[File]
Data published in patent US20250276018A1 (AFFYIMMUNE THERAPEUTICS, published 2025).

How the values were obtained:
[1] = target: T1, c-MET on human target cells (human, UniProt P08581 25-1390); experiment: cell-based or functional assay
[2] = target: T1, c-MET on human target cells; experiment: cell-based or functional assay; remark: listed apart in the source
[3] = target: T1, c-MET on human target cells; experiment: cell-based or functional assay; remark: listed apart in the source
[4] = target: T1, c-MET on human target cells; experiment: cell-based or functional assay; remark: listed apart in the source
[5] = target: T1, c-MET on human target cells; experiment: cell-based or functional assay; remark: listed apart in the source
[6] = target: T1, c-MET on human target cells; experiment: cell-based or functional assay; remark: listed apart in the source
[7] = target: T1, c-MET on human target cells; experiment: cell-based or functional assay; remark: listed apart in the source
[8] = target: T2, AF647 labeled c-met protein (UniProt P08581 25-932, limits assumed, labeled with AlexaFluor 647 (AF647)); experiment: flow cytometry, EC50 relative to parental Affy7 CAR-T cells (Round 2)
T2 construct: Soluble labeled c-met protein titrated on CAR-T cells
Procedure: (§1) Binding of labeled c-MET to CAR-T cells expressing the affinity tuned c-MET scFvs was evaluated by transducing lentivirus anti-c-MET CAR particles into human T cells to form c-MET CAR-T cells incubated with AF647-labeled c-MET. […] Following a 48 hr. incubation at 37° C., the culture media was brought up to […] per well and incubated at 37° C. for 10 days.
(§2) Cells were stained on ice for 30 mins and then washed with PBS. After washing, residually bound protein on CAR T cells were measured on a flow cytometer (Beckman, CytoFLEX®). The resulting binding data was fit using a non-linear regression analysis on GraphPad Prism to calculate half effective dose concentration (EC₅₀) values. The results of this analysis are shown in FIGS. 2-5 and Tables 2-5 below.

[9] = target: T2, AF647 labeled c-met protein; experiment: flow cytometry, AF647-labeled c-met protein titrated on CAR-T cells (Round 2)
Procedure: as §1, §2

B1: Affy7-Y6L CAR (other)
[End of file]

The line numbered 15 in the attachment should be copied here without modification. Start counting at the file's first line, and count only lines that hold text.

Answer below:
Procedure: as §1, §2